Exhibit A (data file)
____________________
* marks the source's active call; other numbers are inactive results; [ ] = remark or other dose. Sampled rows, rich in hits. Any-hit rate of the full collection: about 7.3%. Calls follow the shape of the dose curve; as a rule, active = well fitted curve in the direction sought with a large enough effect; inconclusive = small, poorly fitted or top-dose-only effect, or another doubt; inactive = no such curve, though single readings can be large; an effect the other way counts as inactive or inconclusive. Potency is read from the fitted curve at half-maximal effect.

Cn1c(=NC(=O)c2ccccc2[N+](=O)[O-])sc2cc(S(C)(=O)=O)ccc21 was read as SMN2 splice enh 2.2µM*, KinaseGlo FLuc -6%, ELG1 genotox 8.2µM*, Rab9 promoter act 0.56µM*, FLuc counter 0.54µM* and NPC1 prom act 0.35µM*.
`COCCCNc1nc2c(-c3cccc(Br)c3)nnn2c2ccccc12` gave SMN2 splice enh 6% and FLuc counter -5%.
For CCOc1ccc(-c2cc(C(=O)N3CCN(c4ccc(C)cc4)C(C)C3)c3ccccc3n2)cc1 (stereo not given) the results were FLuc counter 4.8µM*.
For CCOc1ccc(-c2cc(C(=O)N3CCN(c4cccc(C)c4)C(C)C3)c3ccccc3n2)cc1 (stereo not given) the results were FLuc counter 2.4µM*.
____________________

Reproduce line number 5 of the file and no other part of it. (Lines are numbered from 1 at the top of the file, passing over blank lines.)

For CCOc1ccc(-c2cc(C(=O)N3CCN(c4cccc(C)c4)C(C)C3)c3ccccc3n2)cc1 (stereo not given) the results were FLuc counter 2.4µM*.